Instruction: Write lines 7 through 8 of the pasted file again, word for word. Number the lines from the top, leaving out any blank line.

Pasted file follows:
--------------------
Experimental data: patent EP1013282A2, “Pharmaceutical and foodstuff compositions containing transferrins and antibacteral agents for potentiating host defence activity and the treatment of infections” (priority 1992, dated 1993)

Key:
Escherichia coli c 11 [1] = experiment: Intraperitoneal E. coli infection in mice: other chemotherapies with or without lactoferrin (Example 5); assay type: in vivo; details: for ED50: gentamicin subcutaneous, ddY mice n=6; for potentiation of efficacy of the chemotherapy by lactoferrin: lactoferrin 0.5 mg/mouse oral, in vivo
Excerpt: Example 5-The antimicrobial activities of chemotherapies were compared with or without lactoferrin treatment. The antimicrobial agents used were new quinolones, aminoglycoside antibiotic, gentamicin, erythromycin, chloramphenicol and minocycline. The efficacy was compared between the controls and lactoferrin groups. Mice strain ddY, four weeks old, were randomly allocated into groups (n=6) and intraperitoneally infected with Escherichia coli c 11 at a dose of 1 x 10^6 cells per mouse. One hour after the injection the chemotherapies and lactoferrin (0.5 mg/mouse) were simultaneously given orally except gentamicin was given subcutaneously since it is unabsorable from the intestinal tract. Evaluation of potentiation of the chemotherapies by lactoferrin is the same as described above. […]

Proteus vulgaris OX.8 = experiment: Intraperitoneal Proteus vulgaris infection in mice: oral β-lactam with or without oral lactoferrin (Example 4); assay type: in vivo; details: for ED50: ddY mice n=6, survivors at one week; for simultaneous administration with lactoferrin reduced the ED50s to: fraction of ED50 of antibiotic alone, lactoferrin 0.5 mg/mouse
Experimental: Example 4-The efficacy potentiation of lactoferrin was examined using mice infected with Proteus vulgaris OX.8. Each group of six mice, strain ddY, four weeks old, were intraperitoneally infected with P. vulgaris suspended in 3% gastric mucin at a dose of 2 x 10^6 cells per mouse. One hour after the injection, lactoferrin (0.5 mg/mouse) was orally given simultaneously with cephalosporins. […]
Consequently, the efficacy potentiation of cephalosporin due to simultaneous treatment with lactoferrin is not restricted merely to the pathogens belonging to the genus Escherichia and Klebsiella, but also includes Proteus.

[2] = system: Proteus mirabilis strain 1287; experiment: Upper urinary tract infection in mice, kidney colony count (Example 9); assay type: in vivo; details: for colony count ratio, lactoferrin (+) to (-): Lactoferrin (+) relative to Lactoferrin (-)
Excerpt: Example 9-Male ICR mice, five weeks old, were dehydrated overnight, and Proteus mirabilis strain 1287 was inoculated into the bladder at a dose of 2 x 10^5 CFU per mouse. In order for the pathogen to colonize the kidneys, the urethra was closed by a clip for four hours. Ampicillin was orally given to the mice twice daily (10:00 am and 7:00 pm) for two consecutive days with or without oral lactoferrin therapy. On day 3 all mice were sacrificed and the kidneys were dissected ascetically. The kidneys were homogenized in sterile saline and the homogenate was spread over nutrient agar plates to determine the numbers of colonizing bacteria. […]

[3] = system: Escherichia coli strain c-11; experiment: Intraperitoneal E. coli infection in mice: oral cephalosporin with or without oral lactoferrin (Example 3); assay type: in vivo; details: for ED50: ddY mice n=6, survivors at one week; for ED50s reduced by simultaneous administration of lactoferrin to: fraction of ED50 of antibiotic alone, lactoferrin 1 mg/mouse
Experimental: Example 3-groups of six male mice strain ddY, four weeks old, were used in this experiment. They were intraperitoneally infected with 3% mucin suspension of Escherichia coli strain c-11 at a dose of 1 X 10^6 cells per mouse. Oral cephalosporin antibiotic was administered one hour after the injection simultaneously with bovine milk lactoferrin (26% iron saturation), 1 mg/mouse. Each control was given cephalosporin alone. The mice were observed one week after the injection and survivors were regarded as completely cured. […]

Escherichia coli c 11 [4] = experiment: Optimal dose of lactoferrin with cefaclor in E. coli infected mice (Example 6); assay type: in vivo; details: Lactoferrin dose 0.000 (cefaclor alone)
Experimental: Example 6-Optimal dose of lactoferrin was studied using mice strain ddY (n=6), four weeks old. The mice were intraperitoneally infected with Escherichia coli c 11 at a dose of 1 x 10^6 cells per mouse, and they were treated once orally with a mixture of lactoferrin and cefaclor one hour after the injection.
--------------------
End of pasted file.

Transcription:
Consequently, the efficacy potentiation of cephalosporin due to simultaneous treatment with lactoferrin is not restricted merely to the pathogens belonging to the genus Escherichia and Klebsiella, but also includes Proteus.

[2] = system: Proteus mirabilis strain 1287; experiment: Upper urinary tract infection in mice, kidney colony count (Example 9); assay type: in vivo; details: for colony count ratio, lactoferrin (+) to (-): Lactoferrin (+) relative to Lactoferrin (-)